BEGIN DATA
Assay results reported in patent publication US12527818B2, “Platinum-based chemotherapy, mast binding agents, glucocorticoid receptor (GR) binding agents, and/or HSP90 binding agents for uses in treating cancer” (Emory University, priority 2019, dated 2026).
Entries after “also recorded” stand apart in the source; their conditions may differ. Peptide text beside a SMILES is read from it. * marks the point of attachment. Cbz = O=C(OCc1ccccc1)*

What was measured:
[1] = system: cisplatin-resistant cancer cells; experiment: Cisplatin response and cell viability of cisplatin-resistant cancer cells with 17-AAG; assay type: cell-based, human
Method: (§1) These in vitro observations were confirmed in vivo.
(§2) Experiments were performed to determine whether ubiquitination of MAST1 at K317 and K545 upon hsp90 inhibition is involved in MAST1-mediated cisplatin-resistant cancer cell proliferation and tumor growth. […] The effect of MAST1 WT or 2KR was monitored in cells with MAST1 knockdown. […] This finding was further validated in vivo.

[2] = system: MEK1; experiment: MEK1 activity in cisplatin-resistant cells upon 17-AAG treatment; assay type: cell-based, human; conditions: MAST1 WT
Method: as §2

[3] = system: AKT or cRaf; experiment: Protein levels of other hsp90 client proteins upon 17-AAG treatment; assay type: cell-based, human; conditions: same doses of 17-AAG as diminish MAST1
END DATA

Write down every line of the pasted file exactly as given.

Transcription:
Assay results reported in patent publication US12527818B2, “Platinum-based chemotherapy, mast binding agents, glucocorticoid receptor (GR) binding agents, and/or HSP90 binding agents for uses in treating cancer” (Emory University, priority 2019, dated 2026).
Entries after “also recorded” stand apart in the source; their conditions may differ. Peptide text beside a SMILES is read from it. * marks the point of attachment. Cbz = O=C(OCc1ccccc1)*

What was measured:
[1] = system: cisplatin-resistant cancer cells; experiment: Cisplatin response and cell viability of cisplatin-resistant cancer cells with 17-AAG; assay type: cell-based, human
Method: (§1) These in vitro observations were confirmed in vivo.
(§2) Experiments were performed to determine whether ubiquitination of MAST1 at K317 and K545 upon hsp90 inhibition is involved in MAST1-mediated cisplatin-resistant cancer cell proliferation and tumor growth. […] The effect of MAST1 WT or 2KR was monitored in cells with MAST1 knockdown. […] This finding was further validated in vivo.

[2] = system: MEK1; experiment: MEK1 activity in cisplatin-resistant cells upon 17-AAG treatment; assay type: cell-based, human; conditions: MAST1 WT
Method: as §2

[3] = system: AKT or cRaf; experiment: Protein levels of other hsp90 client proteins upon 17-AAG treatment; assay type: cell-based, human; conditions: same doses of 17-AAG as diminish MAST1